ii. Maximize the period and minimize the distance from the center

iii. Minimize both the period and the distance from the center

iv. Minimize the period and maximize the distance from the center

1.1 Two cars are traveling around a circular track. The angle between them, from the center of the circle, is 55° and the track has

a radius of 50 m. How far apart are the two cars, as measured around the curve of the track?

m

1.2 Glenn starts his day by walking around a circular track with radius 48 m for 15 minutes. First he walks in a counterclockwise

direction for 1000 meters, then he walks clockwise until the 15 minutes are up. This morning, his clockwise walk is 880 meters

long. When he ends his walk, what is his angular position with respect to where he starts?

rad

2.1 A dancer completes 2.2 revolutions in a pirouette. What is her angular displacement?

rad

2.2 What is the angular displacement in radians that the minute hand of a watch moves through from 3:15 A.M. to 7:30 P.M. the

same day? Express your answer to the nearest whole radian.

rad

2.3 What is the angular displacement in radians of the Earth around the Sun in one hour? Assume the orbit is circular and takes

exactly 365 days in a counterclockwise direction, as viewed from above the North Pole.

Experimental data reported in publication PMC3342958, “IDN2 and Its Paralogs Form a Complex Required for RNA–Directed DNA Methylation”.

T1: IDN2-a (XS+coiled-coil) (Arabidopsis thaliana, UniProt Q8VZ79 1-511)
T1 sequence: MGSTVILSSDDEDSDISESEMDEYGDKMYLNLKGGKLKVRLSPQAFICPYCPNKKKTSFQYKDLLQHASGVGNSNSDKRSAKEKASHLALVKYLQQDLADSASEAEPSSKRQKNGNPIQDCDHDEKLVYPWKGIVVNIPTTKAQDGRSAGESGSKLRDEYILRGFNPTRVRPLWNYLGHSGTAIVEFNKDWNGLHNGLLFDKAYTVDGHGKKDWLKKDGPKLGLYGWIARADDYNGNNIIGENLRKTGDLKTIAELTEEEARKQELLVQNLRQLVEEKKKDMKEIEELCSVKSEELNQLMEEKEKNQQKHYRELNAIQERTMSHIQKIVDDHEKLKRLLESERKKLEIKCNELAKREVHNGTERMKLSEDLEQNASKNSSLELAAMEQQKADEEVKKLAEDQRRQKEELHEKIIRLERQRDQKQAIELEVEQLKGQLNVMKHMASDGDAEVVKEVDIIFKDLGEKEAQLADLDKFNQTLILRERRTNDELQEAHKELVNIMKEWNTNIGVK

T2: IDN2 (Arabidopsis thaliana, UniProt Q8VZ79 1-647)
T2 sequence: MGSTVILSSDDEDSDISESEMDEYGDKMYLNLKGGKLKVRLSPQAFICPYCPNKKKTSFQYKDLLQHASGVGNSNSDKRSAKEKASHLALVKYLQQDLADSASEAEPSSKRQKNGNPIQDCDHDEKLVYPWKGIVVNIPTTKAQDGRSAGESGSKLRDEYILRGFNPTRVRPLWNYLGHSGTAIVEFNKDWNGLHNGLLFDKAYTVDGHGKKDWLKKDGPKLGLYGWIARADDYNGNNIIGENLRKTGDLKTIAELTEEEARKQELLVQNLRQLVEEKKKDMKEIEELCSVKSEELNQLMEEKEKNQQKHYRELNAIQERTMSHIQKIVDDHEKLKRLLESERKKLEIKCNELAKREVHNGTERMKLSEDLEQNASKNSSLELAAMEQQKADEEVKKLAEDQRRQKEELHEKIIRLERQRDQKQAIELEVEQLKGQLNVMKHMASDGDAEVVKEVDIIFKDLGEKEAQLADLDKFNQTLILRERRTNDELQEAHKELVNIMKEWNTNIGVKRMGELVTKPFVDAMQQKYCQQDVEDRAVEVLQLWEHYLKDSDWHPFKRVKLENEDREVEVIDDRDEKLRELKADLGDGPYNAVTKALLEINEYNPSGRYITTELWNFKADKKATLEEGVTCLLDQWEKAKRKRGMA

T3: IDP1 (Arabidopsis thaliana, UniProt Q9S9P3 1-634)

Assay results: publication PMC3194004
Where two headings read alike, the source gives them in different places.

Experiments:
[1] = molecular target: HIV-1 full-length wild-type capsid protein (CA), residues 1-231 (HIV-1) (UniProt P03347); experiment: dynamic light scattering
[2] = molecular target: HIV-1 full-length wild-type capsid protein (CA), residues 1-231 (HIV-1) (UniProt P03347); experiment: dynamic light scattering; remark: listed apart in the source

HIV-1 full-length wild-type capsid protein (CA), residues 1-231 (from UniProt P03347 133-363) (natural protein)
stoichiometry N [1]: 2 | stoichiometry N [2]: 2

rad

2.4 The radius of the tires on your car is 0.33 m. You drive 1600 m in a straight line. What is the angular displacement of a point

on the outer rim of a tire, around the center of the tire, during this trip? Assume the tire rotates in the counterclockwise

direction.

rad

2.5 A heavy vault door is shut. The angular position of the door from t = 0 to the time the door is shut is given by ș(t) = 0.125t 2,

where ș is in radians. (a) The door is completely shut at ș = ʌ/2 radians. At what time does this occur? (b) What is the angular

displacement of the door between t = 0.52 s and t = 1.67 s? (c) What is the door's average angular velocity between t = 1.50 s

and t = 2.50 s?

(a) s

(b) rad

(c) rad/s

3.1 A hamster runs in its wheel for 2.7 hours every night. If the wheel has a 6.8 cm radius and its average angular velocity is 3.0

radians per second, how far does the hamster run in one night?

m

3.2 An LP record rotates at 33 1/3 rpm (revolutions per minute) and is 12.0 inches in diameter. What is the angular velocity in

rad/s for a fly sitting on the outer edge of an LP rotating in a clockwise direction?

rad/s

3.3 What is the average angular velocity of the Earth around the sun? Assume a circular counterclockwise orbit, and 365 days in

a year.

rad/s

3.4 A car starts a race on a circular track and completes the first three laps in a counterclockwise direction in 618 seconds,

finishing with an angular velocity of 0.0103 rad/s. What is the car's average angular velocity for the first three laps?

rad/s

3.5 Your bicycle tires have a radius of 0.33 m. It takes you 850 seconds to ride 14 times counterclockwise around a circular track

of radius 73 m at constant speed. (a) What is the angular velocity of the bicycle around the track? (b) What is the magnitude

of the angular velocity of a tire around its axis? (That is, don't worry about whether the tire's rotation is clockwise or